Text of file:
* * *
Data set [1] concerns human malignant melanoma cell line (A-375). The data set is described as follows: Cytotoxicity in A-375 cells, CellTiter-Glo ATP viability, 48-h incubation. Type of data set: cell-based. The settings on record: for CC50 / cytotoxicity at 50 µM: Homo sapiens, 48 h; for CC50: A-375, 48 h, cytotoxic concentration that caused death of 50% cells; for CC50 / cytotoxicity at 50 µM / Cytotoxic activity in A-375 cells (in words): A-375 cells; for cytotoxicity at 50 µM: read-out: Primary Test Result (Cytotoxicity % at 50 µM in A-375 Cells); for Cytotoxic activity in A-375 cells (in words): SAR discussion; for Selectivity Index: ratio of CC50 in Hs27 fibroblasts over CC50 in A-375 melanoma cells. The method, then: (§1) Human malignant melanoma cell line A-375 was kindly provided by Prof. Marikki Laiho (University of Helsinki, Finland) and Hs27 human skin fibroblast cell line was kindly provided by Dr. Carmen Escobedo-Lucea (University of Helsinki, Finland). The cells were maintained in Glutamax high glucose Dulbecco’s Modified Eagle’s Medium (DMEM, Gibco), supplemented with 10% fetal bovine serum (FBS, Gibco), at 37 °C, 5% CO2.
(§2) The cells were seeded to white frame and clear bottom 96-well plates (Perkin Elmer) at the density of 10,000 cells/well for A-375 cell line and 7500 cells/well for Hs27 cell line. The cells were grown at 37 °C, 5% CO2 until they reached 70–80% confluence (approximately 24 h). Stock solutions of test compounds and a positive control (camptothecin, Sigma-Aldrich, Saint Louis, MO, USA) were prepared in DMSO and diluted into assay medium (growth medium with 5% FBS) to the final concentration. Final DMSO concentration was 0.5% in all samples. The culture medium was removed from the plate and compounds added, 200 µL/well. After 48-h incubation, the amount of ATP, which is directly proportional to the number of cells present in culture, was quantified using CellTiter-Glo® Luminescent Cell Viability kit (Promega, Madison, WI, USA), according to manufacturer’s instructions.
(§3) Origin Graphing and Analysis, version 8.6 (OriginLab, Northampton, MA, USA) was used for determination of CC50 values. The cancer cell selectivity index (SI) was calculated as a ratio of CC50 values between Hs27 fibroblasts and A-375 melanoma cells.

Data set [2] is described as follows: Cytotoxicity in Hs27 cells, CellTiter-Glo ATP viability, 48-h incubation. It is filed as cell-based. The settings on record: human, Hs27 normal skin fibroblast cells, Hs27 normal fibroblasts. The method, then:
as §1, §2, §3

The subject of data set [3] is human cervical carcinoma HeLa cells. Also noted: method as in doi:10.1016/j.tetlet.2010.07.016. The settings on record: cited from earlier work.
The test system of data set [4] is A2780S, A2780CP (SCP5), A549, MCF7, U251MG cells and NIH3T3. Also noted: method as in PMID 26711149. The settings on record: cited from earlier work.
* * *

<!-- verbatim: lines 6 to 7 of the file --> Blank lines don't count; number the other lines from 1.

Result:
The subject of data set [3] is human cervical carcinoma HeLa cells. Also noted: method as in doi:10.1016/j.tetlet.2010.07.016. The settings on record: cited from earlier work.
The test system of data set [4] is A2780S, A2780CP (SCP5), A549, MCF7, U251MG cells and NIH3T3. Also noted: method as in PMID 26711149. The settings on record: cited from earlier work.